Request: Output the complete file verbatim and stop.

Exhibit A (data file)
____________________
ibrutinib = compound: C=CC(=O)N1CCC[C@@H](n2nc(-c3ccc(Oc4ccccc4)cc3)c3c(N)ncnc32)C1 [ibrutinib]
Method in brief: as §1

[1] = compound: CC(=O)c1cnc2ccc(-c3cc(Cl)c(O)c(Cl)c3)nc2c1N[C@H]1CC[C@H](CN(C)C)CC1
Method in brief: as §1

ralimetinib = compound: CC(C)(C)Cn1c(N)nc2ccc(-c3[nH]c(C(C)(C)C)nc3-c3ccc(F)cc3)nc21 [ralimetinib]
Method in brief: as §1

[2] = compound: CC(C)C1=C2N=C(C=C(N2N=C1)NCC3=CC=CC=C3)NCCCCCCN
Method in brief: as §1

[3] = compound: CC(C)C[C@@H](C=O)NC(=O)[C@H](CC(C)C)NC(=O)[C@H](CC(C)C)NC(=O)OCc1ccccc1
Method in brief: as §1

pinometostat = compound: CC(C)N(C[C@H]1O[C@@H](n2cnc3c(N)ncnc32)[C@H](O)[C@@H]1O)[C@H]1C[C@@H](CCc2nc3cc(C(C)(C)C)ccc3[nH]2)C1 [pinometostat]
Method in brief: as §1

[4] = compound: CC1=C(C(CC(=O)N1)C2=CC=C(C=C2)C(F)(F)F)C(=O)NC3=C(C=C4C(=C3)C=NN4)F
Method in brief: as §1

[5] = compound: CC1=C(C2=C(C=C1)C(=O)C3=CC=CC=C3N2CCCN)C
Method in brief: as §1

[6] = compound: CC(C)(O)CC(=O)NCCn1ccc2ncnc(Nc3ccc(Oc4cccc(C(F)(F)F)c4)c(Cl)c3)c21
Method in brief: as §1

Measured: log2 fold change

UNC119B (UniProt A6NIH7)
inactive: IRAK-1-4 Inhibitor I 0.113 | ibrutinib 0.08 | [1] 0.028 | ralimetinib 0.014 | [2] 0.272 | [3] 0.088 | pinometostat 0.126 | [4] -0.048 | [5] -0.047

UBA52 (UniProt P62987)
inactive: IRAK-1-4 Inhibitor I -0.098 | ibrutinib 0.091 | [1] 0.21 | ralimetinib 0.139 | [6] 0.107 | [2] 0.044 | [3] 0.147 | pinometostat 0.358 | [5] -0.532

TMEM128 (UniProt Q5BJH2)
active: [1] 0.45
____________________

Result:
ibrutinib = compound: C=CC(=O)N1CCC[C@@H](n2nc(-c3ccc(Oc4ccccc4)cc3)c3c(N)ncnc32)C1 [ibrutinib]
Method in brief: as §1

[1] = compound: CC(=O)c1cnc2ccc(-c3cc(Cl)c(O)c(Cl)c3)nc2c1N[C@H]1CC[C@H](CN(C)C)CC1
Method in brief: as §1

ralimetinib = compound: CC(C)(C)Cn1c(N)nc2ccc(-c3[nH]c(C(C)(C)C)nc3-c3ccc(F)cc3)nc21 [ralimetinib]
Method in brief: as §1

[2] = compound: CC(C)C1=C2N=C(C=C(N2N=C1)NCC3=CC=CC=C3)NCCCCCCN
Method in brief: as §1

[3] = compound: CC(C)C[C@@H](C=O)NC(=O)[C@H](CC(C)C)NC(=O)[C@H](CC(C)C)NC(=O)OCc1ccccc1
Method in brief: as §1

pinometostat = compound: CC(C)N(C[C@H]1O[C@@H](n2cnc3c(N)ncnc32)[C@H](O)[C@@H]1O)[C@H]1C[C@@H](CCc2nc3cc(C(C)(C)C)ccc3[nH]2)C1 [pinometostat]
Method in brief: as §1

[4] = compound: CC1=C(C(CC(=O)N1)C2=CC=C(C=C2)C(F)(F)F)C(=O)NC3=C(C=C4C(=C3)C=NN4)F
Method in brief: as §1

[5] = compound: CC1=C(C2=C(C=C1)C(=O)C3=CC=CC=C3N2CCCN)C
Method in brief: as §1

[6] = compound: CC(C)(O)CC(=O)NCCn1ccc2ncnc(Nc3ccc(Oc4cccc(C(F)(F)F)c4)c(Cl)c3)c21
Method in brief: as §1

Measured: log2 fold change

UNC119B (UniProt A6NIH7)
inactive: IRAK-1-4 Inhibitor I 0.113 | ibrutinib 0.08 | [1] 0.028 | ralimetinib 0.014 | [2] 0.272 | [3] 0.088 | pinometostat 0.126 | [4] -0.048 | [5] -0.047

UBA52 (UniProt P62987)
inactive: IRAK-1-4 Inhibitor I -0.098 | ibrutinib 0.091 | [1] 0.21 | ralimetinib 0.139 | [6] 0.107 | [2] 0.044 | [3] 0.147 | pinometostat 0.358 | [5] -0.532

TMEM128 (UniProt Q5BJH2)
active: [1] 0.45